The project examines how Dr Robert McCarrison’s researches for the IMS in India in the early C20th into the effects of the supposed diets of Indian 'tribes' on rats was deployed by the organic movements, which emerged in Britain and the USA, to highlight the deleterious effects of modernization and industrialised diets, particularly on the working classes. It also investigates the ways in which racial and class anxieties played a role in shaping the nutritional science and environmentalist discourses which emerged during this period. I am applying to the WT to fund one month of research in London to engage in a preliminary examination of the archival sources available there necessary to develop my project and to make a later bid for a WT's Investigator Award to fund this project. Whilst I have outlined archival material in India, Northern Ireland and the USA, I am seeking funds at this stage solely to examine the array of material housed in the BL and the WT Library, such as contemporary articles in medical journals on nutritional sciences and wellbeing, works authored by McCarrison, and newspaper reports concerning C20th Organic movements and their discursive deployment of an imagined 'East' to critique the 'West.'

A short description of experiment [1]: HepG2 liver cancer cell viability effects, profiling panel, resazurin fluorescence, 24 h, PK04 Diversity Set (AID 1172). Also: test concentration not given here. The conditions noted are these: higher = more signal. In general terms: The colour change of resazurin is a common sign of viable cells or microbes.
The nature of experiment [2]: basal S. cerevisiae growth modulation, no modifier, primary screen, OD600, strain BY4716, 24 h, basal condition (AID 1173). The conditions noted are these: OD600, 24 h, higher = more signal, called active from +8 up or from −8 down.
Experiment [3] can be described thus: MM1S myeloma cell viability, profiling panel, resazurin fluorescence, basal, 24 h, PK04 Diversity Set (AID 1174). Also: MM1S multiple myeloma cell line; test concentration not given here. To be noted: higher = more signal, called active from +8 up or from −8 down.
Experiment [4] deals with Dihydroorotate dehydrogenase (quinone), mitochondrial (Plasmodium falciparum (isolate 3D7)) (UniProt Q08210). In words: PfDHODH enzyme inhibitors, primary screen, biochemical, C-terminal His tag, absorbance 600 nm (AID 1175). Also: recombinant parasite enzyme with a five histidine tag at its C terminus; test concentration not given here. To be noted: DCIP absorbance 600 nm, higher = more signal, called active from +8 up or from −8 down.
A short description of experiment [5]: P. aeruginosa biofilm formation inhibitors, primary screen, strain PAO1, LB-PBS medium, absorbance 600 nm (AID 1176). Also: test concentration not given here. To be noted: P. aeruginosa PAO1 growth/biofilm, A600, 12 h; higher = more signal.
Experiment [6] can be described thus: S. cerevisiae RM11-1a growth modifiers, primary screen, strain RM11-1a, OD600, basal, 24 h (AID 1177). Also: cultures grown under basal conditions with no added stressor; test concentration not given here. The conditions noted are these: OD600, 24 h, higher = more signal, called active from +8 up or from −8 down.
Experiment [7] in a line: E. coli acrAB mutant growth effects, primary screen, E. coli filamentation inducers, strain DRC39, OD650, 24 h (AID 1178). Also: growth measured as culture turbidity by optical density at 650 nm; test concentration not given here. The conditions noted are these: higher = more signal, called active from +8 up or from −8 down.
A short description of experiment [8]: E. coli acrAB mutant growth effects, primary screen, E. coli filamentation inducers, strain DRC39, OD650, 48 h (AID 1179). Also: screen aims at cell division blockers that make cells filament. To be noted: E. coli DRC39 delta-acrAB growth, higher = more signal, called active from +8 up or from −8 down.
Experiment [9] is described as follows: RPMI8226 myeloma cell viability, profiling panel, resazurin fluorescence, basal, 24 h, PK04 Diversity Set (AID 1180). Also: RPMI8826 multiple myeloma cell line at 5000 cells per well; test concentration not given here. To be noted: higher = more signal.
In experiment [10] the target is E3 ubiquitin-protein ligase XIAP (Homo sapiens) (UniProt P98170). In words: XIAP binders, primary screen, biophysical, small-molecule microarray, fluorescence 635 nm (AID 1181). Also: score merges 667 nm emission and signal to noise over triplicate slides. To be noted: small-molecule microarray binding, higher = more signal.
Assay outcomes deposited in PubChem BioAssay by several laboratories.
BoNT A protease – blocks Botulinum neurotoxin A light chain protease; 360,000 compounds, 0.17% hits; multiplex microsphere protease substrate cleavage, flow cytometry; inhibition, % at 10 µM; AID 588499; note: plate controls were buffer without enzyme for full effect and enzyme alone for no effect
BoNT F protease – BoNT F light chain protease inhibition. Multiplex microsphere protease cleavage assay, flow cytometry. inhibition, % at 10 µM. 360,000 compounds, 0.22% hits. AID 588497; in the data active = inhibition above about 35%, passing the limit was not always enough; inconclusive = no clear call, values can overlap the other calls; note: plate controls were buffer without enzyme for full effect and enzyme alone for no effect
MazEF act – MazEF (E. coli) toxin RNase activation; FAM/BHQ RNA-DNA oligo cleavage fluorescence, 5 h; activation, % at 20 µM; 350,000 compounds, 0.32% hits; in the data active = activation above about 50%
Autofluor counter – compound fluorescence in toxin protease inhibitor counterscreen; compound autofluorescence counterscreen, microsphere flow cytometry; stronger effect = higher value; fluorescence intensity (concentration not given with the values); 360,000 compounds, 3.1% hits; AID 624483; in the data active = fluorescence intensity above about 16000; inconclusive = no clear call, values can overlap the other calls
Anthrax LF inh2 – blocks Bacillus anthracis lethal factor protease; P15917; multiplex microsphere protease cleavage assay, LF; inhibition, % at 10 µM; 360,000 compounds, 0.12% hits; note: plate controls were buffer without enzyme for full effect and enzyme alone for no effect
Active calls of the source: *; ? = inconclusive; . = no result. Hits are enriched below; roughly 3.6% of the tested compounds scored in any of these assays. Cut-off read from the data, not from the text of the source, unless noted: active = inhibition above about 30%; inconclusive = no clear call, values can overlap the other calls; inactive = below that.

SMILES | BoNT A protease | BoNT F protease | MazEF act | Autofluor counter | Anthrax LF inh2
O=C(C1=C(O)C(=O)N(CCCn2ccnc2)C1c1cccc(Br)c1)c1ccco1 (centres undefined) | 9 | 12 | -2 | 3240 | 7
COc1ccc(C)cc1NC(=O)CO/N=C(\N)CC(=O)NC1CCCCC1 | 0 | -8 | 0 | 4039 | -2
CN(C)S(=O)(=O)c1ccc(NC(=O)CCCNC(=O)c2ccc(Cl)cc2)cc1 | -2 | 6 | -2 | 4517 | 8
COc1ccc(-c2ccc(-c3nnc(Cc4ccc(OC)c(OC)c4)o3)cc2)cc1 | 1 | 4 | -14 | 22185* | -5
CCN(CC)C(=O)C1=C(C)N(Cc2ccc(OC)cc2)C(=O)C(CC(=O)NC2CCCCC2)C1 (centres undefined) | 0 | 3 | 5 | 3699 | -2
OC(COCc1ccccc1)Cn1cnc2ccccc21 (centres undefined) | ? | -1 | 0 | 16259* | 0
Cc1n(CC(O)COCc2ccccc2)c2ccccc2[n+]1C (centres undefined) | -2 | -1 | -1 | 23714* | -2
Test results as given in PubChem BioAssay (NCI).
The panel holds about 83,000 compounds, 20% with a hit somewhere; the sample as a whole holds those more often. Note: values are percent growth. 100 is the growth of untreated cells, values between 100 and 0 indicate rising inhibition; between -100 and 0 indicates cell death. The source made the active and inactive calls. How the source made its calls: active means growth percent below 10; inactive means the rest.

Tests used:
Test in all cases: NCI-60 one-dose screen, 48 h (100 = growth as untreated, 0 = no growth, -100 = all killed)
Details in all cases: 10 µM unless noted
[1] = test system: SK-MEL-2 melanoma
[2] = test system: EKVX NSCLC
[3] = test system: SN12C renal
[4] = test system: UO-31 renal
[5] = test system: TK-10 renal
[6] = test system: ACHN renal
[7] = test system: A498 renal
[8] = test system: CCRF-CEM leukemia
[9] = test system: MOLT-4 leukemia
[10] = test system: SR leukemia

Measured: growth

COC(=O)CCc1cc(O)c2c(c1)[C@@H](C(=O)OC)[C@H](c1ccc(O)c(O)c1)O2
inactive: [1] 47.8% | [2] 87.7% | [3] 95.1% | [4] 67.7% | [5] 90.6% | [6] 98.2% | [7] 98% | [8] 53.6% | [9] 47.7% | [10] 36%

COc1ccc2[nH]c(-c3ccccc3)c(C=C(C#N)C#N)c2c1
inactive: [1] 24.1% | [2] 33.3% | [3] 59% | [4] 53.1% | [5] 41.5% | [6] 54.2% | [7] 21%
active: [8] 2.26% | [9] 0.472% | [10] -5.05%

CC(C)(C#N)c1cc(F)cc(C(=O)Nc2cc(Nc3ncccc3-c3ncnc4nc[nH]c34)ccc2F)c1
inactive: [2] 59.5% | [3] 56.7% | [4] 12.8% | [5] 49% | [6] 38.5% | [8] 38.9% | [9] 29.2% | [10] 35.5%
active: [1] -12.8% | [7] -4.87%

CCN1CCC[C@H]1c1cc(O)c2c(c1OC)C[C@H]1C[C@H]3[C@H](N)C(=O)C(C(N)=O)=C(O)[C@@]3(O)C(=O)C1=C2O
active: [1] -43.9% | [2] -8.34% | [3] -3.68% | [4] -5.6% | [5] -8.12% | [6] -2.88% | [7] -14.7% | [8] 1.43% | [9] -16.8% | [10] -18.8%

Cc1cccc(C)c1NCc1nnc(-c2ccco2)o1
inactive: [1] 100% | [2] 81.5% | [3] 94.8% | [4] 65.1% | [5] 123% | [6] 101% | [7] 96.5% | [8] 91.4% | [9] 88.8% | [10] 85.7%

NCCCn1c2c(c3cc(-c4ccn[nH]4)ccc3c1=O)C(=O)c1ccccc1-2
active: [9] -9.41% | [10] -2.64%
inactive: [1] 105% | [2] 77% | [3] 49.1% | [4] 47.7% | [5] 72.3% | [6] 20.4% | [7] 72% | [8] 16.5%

Amount: £2,515
Funder: The Wellcome Trust
Recipient: Queen's University Belfast

Grant awarded to Retired and Senior Volunteer Programme of CSV (North East) 10 Apr 2001

Towards a worker for the North East to recruit older volunteers.

LifeLines 20 Apr 2016

This is the expansion of a project supporting volunteers aged 50 plus to run activities for vulnerable older people to improve health and well-being. These have previously included art classes, creative writing, yoga and computer club. The group will expand across the city, recruiting more volunteers, supporting more than 800 new people and establishing a Men’s Network to encourage older men to socialise regularly. It will also extend its HealthLink scheme to help older people get to medical appointments.